India and Hinduism’s most loved global icon, Mahatma Gandhi, probably did not see himself as an environmentalist, but his plea for people to lead a simple life with the words: “Nature has enough to satisfy every one’s needs, but not to satisfy anybody’s greed” is one of the clearest calls for people world wide to live unselfishly and within the ability of Mother Nature to provide renewable resources. Gandhi is also reputed to have said “One can measure the greatness of a nation by the way it treats its animals.”
Three fundamental concepts underlie a Hindu’s relationship with the environment. Respected academic Dr. O.P. Dwivedi in his work `Hinduism and Ecology’ explains these concepts as follows: Vasudeva sarvam (the Supreme resides in all beings); Vasudhaiva kutumbakam (the family of Mother Earth-the original “global village”); and Sarva bhuta hita (the welfare of all beings). Add to these concepts the law of karma, which explains the mechanism of the cause and effect of our behaviour, and we can appreciate that Hinduism has a deeply embedded philosophy of ecological thought and practice. Let’s look more closely at how the three guiding concepts of Hinduism provide a basis for an environmentally responsible ethic.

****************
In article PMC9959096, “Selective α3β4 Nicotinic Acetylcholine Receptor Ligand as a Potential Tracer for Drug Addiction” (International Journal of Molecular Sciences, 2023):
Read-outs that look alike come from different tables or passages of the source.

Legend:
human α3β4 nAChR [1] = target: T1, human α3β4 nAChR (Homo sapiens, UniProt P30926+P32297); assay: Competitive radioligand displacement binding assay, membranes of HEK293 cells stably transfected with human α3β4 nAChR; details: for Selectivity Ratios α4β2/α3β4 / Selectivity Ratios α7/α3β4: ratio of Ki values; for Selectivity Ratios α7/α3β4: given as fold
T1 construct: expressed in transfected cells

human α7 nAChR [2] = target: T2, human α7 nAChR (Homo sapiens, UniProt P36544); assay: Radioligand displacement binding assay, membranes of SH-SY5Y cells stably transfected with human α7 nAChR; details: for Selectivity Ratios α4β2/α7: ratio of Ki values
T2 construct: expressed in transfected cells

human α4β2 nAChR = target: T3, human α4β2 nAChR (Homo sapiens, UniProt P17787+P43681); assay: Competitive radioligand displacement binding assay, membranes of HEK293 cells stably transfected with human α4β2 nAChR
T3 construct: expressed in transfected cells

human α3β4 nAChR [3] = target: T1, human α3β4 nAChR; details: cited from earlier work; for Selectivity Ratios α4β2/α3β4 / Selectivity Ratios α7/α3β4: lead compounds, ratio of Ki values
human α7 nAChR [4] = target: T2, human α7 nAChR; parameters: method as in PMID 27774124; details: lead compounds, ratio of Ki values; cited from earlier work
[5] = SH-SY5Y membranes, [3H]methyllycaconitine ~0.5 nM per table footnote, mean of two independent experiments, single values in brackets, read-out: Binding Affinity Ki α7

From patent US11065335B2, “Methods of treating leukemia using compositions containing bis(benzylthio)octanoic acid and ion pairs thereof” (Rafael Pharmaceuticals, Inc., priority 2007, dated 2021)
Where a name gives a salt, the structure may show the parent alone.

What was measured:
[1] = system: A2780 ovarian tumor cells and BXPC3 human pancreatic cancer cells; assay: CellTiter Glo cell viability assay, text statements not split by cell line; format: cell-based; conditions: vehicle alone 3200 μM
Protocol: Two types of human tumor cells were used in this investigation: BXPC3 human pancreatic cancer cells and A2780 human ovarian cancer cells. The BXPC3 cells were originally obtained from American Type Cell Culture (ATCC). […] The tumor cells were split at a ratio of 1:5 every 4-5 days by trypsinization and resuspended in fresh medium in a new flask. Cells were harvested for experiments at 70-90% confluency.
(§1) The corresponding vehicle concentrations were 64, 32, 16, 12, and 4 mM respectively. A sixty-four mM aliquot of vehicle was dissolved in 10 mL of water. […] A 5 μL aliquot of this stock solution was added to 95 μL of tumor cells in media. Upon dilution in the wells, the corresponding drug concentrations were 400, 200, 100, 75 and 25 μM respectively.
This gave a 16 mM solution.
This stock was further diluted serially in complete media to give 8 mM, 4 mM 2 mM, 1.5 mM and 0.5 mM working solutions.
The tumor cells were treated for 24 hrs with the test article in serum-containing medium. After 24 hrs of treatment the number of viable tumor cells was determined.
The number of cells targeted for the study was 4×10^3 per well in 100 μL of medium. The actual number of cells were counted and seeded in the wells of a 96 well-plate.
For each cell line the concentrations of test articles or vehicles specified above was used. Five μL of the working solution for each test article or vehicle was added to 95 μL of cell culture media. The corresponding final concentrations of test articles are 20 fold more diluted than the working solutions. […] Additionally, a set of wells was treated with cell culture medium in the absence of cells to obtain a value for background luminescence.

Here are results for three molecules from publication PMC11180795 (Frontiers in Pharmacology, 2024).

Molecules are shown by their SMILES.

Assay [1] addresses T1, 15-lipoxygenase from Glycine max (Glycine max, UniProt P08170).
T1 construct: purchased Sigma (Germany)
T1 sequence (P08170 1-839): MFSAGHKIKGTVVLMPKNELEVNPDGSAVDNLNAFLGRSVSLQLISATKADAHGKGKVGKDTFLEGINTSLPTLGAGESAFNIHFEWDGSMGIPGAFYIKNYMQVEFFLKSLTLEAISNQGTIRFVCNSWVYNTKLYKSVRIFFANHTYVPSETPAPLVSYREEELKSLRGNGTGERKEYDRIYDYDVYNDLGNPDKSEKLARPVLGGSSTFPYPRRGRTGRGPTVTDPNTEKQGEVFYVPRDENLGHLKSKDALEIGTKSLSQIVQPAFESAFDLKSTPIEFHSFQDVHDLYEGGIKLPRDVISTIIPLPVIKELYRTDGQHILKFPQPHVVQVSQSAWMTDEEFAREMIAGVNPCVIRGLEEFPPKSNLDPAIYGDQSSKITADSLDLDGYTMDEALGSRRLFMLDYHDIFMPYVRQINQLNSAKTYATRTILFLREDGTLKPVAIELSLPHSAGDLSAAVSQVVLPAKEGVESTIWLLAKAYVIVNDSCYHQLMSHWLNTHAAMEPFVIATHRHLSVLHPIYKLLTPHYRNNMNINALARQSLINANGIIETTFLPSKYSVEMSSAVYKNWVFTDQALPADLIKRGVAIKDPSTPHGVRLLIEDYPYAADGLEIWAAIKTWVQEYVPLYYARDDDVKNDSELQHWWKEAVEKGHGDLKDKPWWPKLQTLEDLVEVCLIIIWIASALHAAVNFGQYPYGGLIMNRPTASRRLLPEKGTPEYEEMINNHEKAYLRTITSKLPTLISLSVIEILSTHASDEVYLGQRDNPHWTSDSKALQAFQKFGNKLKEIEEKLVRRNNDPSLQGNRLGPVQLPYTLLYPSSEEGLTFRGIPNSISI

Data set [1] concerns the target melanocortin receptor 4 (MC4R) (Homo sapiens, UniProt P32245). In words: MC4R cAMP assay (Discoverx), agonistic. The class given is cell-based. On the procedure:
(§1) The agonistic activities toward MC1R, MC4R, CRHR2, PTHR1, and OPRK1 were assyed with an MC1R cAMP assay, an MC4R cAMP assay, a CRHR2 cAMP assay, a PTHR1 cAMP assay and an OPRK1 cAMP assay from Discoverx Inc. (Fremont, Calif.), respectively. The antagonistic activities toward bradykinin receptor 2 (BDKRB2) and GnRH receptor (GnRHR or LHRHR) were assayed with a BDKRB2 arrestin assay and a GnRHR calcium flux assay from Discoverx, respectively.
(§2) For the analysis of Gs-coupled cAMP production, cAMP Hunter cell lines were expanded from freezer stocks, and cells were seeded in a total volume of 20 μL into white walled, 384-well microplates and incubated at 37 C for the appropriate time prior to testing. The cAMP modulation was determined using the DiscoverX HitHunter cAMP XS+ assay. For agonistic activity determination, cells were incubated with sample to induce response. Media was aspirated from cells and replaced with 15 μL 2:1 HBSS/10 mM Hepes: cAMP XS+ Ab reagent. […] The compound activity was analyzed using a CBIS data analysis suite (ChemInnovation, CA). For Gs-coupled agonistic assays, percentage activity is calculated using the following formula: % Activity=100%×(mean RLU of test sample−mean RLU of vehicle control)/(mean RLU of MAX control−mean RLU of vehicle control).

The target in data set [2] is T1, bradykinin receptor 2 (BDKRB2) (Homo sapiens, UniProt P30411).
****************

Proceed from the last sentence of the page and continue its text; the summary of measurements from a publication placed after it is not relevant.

1 Vasudeva Sarvam – the Supreme resides in all beings
In contrast with the dominant materialistic consumer driven attitude of today, the attitude of Vasudeva Sarvam acknowledges reverence for all things. While Western civilization considers human life to be sacred, Hinduism views all of life, all of existence, as sacred and the residence of the Divine.
2 Vasudhaiva Kutumbakam – the one global family of Mother Earth
In the words of Dwivedi, Mother Earth “supports us with Her abundant endowments and riches; it is She who provides us with a sustainable environment; and it is She who, when angered by the misdeeds of Her children, punishes them with disasters.” It is important to realize that She does not favour humans above other life. To Her, all are important. This is made clear in a prayer specifying that when digging is done in the Earth, it should be done in a way that no serious damage is done to Her body. Humans need to understand that they are not separate from the environment and have no inherent authority over it, other species or other humans.